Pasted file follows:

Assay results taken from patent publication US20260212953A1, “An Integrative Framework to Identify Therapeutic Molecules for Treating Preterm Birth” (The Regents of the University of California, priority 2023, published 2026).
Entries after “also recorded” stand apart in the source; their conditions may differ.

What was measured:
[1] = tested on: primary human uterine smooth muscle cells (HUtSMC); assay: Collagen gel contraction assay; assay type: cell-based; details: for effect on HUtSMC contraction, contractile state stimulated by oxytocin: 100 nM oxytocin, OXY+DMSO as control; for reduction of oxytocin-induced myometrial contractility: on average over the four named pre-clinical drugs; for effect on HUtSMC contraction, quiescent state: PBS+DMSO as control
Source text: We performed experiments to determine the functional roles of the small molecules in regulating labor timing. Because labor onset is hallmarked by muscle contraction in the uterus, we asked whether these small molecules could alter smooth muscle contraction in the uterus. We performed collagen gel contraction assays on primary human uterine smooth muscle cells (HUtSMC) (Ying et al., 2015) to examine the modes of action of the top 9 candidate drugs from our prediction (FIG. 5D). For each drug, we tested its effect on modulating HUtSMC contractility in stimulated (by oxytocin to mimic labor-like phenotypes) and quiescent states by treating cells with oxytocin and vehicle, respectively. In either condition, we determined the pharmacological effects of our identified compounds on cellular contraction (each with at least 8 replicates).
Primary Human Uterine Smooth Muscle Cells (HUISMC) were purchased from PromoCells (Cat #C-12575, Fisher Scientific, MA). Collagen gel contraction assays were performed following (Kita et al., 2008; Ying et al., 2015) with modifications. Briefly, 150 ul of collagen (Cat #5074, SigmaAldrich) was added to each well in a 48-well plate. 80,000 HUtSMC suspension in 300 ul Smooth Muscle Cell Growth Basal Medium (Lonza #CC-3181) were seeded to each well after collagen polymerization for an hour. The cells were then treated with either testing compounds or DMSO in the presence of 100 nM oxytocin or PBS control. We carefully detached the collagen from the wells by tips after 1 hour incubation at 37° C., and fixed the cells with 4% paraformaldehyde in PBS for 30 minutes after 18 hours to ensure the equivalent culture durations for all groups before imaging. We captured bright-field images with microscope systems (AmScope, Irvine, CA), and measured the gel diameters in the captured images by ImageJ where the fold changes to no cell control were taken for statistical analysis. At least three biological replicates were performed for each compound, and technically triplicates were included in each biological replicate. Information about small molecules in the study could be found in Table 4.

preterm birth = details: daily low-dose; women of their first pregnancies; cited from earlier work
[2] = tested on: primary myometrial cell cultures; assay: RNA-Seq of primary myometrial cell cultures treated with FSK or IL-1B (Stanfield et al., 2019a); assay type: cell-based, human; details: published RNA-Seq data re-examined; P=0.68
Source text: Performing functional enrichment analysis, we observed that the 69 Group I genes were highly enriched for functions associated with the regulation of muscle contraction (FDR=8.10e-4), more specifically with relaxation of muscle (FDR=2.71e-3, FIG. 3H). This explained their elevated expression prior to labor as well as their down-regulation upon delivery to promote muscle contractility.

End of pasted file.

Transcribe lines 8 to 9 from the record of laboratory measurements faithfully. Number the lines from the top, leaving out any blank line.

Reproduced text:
[2] = tested on: primary myometrial cell cultures; assay: RNA-Seq of primary myometrial cell cultures treated with FSK or IL-1B (Stanfield et al., 2019a); assay type: cell-based, human; details: published RNA-Seq data re-examined; P=0.68
Source text: Performing functional enrichment analysis, we observed that the 69 Group I genes were highly enriched for functions associated with the regulation of muscle contraction (FDR=8.10e-4), more specifically with relaxation of muscle (FDR=2.71e-3, FIG. 3H). This explained their elevated expression prior to labor as well as their down-regulation upon delivery to promote muscle contractility.